Last year, our ‘Made in Henderson County’ Apprenticeship Program earned the Outstanding Registered Pre-Apprenticeship Program award at the annual ApprenticeshipNC state conference. Blue Ridge was commended for offering students the preparation needed to succeed on-the-job, build confidence, and connect with professionals in the field.

Responding to evolving workplace needs

Another way that we’re preparing students for the modern workplace is through state-of-the-art equipment and learning spaces. Colleges like Blue Ridge are continually seeking external funding to help provide these resources to local communities. For example, in 2023, Blue Ridge received a grant from the North Carolina Community College System that funded the purchase of a computer numerical control plasma table. The addition of this table greatly expanded our training capabilities for students studying advanced manufacturing, a critical industry with high demand for skilled workers.

This semester, we also began construction on a new automated greenhouse for our horticulture department. This is thanks to a combined $1.25 million provided by the Golden LEAF Foundation and Cannon Foundation, with additional infrastructure support provided by Henderson County. The facility will not only serve our region’s agriculture sector, but will also provide interdisciplinary learning opportunities in cybersecurity, advanced manufacturing, and more.

In a similar vein, our community college leaders are encouraged to seek discussion at the state and national levels to tie funding to critical workforce needs. Examples include the federal Bipartisan Workforce Pell Act and NCCCS’ Propel NC program, both of which were created to increase funding to workforce-focused efforts made by community colleges. In the case of the former, short-term training in skills-based programs could become eligible for Pell Grant funding. I’m encouraged to see these new initiatives taking shape, and through this support, colleges like Blue Ridge would have clearer paths toward creative development of workforce training solutions. Now is the time to realign the community college model to meet workplace needs.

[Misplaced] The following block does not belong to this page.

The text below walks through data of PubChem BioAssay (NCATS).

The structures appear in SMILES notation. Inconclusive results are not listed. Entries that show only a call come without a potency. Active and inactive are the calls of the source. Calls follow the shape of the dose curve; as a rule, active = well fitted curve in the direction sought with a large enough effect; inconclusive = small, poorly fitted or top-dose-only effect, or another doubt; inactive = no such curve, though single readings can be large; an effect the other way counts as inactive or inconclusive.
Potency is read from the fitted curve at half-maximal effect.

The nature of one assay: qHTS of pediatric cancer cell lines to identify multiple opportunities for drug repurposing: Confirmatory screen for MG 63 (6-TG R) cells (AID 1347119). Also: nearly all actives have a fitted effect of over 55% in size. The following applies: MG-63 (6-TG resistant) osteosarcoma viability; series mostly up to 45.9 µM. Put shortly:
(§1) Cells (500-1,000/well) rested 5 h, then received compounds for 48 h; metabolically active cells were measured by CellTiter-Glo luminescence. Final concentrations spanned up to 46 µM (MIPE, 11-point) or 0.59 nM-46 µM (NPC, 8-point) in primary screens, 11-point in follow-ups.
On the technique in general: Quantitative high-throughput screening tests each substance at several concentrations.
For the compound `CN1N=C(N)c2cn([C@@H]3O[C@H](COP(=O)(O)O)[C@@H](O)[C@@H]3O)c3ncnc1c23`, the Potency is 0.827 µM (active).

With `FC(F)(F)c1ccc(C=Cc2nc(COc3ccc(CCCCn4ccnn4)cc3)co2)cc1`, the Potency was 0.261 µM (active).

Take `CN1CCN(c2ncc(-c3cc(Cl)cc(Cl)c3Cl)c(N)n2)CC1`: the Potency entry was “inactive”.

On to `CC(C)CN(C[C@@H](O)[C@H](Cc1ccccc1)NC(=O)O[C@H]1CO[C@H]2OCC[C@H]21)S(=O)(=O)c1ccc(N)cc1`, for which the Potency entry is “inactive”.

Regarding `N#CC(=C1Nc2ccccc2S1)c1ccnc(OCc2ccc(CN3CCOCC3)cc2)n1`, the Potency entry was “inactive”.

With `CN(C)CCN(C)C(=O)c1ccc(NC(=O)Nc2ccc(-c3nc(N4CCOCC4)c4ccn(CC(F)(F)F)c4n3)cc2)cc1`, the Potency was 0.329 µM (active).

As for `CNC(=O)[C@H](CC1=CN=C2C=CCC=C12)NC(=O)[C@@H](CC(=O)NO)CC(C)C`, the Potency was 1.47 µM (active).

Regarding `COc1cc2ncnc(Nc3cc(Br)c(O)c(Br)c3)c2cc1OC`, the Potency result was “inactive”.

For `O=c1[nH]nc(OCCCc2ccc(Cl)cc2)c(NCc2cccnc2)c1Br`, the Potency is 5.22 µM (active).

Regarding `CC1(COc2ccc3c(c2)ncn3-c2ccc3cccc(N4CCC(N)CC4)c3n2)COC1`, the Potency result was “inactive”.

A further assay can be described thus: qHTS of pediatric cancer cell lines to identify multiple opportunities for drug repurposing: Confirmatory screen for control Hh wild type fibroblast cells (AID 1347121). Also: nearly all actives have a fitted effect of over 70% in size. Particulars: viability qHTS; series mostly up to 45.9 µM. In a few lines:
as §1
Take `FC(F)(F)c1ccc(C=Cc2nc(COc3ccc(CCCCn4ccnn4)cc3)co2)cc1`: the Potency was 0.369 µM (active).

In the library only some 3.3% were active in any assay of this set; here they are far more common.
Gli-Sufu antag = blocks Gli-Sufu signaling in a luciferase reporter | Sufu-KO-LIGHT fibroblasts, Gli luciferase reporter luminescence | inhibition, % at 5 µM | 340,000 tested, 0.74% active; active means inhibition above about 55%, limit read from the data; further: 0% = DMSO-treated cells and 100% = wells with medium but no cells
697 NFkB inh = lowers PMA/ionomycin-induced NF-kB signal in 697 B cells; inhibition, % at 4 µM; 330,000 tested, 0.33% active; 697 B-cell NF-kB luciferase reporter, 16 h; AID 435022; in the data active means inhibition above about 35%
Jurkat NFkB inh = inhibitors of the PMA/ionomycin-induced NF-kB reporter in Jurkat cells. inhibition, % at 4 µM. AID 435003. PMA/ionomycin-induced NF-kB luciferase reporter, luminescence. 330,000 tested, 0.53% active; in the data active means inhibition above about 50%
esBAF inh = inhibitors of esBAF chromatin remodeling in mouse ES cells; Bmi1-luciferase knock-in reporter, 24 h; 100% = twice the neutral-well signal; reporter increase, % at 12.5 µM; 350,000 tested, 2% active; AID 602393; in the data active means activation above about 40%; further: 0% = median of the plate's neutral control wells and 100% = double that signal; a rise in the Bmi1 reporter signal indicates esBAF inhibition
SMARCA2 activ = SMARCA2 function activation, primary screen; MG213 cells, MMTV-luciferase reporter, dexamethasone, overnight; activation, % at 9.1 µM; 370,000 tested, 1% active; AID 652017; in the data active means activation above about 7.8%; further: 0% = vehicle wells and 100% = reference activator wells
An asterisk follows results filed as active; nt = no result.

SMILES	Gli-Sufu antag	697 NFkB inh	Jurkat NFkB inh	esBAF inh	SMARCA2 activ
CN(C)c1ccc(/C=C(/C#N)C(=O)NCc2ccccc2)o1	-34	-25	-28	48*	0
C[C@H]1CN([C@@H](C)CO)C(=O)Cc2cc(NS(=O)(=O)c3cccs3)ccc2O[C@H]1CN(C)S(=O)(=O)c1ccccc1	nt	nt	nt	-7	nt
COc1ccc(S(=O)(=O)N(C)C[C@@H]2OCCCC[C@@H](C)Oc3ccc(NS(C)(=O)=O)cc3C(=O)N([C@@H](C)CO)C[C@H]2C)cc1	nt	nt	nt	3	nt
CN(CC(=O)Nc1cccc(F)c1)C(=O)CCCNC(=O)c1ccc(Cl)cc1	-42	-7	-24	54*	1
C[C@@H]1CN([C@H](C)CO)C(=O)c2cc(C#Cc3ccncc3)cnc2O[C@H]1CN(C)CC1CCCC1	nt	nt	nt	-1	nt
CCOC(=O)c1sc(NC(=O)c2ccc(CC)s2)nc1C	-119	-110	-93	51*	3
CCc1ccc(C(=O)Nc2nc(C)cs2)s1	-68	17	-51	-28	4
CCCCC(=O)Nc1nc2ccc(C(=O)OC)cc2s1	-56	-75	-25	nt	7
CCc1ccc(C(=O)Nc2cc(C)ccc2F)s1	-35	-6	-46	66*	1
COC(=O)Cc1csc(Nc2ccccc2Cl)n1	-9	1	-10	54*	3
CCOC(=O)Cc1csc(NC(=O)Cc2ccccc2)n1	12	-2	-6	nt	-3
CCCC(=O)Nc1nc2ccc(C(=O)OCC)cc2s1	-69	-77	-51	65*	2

Economic benefit for the surrounding region

I would like to end this discussion of Community College Month where it began: value. In addition to students and employers, community colleges bring value to our state’s economy, as shown by the most recent 2021 Emsi Burning Glass Community College Impact Study

The study reported that, thanks to community colleges, there was a “positive return on investment for students, taxpayers and society” in the analysis year (FY 2019-2020). Between the operations, construction, payroll, student spending and alumni impact, our community colleges collectively generated $19.3 billion in added income for the state’s economy during the analysis year — 3.4% of the total gross state product of North Carolina. Furthermore, the report stated that “one out of every 19 jobs in North Carolina is supported by the activities of the colleges and their students.” This is just the tip of the iceberg, and as the rest of the study demonstrated, there are many more ways community colleges enrich the state as a whole. 

In total, I know I speak for my colleagues in saying that I’m proud to serve North Carolina students by providing an excellent, affordable, accessible and personalized higher education experience. As we look toward the future, community colleges are leading the way by boosting the economy, building the workforce, preparing students for successful careers, and helping create an even better North Carolina for all.

Source: Blue Ridge Community College